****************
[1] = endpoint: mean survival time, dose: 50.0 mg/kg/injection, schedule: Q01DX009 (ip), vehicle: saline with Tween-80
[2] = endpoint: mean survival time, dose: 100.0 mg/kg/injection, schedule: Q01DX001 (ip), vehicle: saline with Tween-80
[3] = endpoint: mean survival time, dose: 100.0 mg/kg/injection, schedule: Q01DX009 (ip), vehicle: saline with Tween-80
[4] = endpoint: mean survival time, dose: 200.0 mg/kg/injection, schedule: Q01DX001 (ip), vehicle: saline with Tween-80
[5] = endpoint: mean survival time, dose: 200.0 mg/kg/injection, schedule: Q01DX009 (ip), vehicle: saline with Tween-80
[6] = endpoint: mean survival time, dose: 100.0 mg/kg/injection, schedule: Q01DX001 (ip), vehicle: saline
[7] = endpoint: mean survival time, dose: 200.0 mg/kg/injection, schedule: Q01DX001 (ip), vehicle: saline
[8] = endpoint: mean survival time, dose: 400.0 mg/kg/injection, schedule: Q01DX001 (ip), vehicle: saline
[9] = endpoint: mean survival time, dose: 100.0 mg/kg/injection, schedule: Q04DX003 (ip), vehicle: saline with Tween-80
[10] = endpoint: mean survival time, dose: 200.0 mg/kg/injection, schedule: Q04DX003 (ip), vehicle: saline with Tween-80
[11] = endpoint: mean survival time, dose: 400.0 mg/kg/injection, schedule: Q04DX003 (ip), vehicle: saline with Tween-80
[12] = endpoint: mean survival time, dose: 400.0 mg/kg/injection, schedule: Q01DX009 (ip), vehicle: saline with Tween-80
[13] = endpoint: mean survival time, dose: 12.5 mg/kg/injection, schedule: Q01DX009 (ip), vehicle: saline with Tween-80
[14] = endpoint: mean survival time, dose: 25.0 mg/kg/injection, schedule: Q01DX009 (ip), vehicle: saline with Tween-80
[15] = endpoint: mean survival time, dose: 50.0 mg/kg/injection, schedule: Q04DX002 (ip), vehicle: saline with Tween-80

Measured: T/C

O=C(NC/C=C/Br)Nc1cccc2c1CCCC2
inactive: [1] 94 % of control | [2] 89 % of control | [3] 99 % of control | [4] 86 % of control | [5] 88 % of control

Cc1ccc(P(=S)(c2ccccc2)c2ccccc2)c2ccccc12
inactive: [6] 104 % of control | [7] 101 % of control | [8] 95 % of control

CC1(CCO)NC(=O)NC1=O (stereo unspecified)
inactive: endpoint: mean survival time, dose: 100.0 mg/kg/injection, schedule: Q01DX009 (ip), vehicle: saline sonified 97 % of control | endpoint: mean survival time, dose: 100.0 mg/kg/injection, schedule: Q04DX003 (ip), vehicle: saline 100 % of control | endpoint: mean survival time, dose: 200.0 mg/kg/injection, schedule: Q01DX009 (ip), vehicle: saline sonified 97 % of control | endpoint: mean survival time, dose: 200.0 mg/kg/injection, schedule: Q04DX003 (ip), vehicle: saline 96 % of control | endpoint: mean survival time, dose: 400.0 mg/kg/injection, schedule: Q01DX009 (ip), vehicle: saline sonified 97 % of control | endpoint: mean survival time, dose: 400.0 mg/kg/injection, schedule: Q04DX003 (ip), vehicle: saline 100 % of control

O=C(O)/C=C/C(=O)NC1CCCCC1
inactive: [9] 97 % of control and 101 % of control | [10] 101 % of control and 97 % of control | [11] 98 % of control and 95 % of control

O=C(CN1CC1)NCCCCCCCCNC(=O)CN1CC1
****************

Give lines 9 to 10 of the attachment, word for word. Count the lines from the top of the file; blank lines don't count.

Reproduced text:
[9] = endpoint: mean survival time, dose: 100.0 mg/kg/injection, schedule: Q04DX003 (ip), vehicle: saline with Tween-80
[10] = endpoint: mean survival time, dose: 200.0 mg/kg/injection, schedule: Q04DX003 (ip), vehicle: saline with Tween-80